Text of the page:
2. ^ Vogelsberger, Mark; Genel, Shy; Springel, Volker; Torrey, Paul; Sijacki, Debora; Xu, Dandan; Snyder, Greg; Nelson, Dylan; Hernquist, Lars (14 May 2014). "Introducing the Illustris Project: Simulating the coevolution of dark and visible matter in the Universe" (PDF). arXiv.  

External links

  • Arduino, a highly popular open source physical computing platform
  • Raspberry Pi, complete Linux computer with GPIO's to interact with the world, huge community, lots of tutorials to be found
  • BeagleBone, also a complete Linux computer with GPIO's, but a little less flexible
  • FoxBoard (and others), yet another Linux computer with GPIO, but with little information
  • Arieh Robotics Project Junior]. A Windows 7 based Physical Computing PC built using Microsoft Robotics Developer Studio.
  • BluePD BlueSense. a physical computing platform by Blue Melon. This platform is visually programmable using the popular (open source) Pure Data system.
  • Daniel Rozin Artist Page, bitforms gallery, features images and video of Daniel Rozin's interactive installations and sculptures.
  • Dwengo, a PIC microcontroller based computing platform that comes with a Breadboard for easy prototyping.
  • EmbeddedLab, A research lab situated within the Department of Computer Aided Architecture Design at [2] ETH Zürich.
  • Fritzing - from prototype to product: a software, which supports designers and artists to take the step from physical prototyping to actual product.
  • GP3, another popular choice that allows building physical systems with PCs and traditional languages (C, Basic, Java, etc.) or standalone using a point and click development tool.
  • Physical Computing, Interactive Telecommunications Program, New York University
  • Physical Computing by Dan O'Sullivan
  • Physical Computing, Tom Igoe's collection of resources, examples, and lecture notes for the physical computing courses at ITP.
  • Physical Computing, A path into electronics using an approach of “learning by making”, introducing electronic prototyping in a playful, non-technical way. (Yaniv Steiner, IDII)
  • Theremino, an open source modular system for interfacing transducers (sensors and actuators) via USB to PC, notebooks, netbooks, tablets and cellphones.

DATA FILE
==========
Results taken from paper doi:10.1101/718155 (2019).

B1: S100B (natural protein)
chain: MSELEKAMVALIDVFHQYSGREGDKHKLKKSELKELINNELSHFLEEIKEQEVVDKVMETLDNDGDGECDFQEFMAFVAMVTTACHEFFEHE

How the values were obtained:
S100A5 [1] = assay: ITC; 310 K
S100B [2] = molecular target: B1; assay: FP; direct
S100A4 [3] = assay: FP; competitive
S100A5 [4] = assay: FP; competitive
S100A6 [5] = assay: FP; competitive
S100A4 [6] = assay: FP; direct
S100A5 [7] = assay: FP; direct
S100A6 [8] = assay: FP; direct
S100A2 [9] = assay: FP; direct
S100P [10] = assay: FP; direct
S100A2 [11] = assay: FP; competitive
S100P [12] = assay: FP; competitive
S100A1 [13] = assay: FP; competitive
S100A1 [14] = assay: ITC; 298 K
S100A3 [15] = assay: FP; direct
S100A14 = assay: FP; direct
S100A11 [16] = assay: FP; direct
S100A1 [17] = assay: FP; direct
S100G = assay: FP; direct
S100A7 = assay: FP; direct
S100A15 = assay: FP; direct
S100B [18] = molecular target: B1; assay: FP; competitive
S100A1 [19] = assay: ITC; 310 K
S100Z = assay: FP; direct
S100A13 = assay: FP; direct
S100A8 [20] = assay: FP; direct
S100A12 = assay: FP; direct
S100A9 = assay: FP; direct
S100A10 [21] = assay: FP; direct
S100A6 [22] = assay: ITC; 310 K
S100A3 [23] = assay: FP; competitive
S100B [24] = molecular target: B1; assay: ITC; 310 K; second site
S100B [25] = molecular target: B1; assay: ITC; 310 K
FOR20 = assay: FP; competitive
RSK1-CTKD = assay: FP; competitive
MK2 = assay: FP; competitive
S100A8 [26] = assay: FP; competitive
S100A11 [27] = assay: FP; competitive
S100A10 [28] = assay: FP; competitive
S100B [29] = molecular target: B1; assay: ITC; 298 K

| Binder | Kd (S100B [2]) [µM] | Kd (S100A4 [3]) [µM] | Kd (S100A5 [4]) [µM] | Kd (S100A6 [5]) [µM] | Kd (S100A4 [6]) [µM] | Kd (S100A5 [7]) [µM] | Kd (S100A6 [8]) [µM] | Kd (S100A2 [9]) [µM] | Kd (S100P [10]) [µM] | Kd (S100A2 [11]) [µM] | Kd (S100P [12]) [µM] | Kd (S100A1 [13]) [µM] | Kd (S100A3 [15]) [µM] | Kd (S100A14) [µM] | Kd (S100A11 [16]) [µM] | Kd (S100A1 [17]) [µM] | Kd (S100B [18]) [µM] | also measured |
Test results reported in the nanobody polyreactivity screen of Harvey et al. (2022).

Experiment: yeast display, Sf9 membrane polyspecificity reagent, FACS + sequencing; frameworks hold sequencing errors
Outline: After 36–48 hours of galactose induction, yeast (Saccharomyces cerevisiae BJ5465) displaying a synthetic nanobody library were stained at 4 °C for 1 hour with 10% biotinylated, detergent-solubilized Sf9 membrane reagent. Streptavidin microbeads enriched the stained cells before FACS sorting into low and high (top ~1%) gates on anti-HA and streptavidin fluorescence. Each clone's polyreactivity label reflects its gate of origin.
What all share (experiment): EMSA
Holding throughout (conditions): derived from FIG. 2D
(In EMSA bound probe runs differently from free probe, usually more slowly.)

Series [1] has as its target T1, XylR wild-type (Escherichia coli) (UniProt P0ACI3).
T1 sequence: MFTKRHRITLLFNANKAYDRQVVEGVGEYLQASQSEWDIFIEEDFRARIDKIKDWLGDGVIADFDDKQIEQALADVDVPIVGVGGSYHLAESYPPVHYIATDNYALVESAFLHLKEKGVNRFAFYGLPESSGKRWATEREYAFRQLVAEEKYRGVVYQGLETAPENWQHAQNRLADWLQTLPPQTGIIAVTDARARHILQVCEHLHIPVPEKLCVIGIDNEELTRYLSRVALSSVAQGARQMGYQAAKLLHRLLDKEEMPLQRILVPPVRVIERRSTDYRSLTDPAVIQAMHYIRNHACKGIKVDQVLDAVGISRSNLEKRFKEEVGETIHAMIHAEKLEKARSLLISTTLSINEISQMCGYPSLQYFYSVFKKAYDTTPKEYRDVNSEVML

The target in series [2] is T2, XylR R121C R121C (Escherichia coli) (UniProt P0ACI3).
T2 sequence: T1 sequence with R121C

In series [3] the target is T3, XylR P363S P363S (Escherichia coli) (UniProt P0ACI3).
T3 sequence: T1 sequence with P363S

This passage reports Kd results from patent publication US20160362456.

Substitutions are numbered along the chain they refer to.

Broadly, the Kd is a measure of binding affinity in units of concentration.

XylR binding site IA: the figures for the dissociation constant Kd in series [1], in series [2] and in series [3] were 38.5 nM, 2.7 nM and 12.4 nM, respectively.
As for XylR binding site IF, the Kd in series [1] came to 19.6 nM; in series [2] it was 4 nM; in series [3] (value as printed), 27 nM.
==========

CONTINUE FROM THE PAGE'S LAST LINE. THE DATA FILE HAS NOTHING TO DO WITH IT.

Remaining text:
This article was sourced from Creative Commons Attribution-ShareAlike License; additional terms may apply. World Heritage Encyclopedia content is assembled from numerous content providers, Open Access Publishing, and in compliance with The Fair Access to Science and Technology Research Act (FASTR), Wikimedia Foundation, Inc., Public Library of Science, The Encyclopedia of Life, Open Book Publishers (OBP), PubMed, U.S. National Library of Medicine, National Center for Biotechnology Information, U.S. National Library of Medicine, National Institutes of Health (NIH), U.S. Department of Health & Human Services, and, which sources content from all federal, state, local, tribal, and territorial government publication portals (.gov, .mil, .edu). Funding for and content contributors is made possible from the U.S. Congress, E-Government Act of 2002.
Crowd sourced content that is contributed to World Heritage Encyclopedia is peer reviewed and edited by our editorial staff to ensure quality scholarly research articles.
By using this site, you agree to the Terms of Use and Privacy Policy. World Heritage Encyclopedia™ is a registered trademark of the World Public Library Association, a non-profit organization.

Copyright © World Library Foundation. All rights reserved. eBooks from Project Gutenberg are sponsored by the World Library Foundation,
a 501c(4) Member's Support Non-Profit Organization, and is NOT affiliated with any governmental agency or department.